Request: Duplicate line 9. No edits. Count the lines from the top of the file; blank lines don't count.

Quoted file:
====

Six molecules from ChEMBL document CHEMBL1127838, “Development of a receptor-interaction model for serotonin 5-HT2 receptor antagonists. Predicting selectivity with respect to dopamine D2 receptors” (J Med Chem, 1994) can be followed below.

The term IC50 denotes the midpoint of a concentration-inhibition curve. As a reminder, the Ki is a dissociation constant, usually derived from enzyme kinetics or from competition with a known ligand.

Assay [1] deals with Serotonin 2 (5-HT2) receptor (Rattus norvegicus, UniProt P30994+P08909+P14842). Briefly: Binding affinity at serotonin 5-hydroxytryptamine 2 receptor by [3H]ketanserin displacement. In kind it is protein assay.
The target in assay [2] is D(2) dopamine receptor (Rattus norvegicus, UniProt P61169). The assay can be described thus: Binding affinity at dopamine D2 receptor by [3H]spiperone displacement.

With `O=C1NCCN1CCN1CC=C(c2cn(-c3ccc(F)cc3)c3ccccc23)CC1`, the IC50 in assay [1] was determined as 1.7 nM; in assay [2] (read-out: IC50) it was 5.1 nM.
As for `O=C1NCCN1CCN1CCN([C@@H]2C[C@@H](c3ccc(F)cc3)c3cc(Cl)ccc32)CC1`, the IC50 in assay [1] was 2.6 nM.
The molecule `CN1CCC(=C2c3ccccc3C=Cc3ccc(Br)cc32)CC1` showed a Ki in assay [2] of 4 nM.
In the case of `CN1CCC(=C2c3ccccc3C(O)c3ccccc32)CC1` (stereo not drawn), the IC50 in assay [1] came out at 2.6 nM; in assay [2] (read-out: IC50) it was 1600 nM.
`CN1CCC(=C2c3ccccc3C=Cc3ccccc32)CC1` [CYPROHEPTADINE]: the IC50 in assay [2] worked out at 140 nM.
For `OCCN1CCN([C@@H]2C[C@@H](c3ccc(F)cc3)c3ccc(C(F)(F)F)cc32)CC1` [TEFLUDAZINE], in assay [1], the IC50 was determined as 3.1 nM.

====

`CN1CCC(=C2c3ccccc3C=Cc3ccccc32)CC1` [CYPROHEPTADINE]: the IC50 in assay [2] worked out at 140 nM.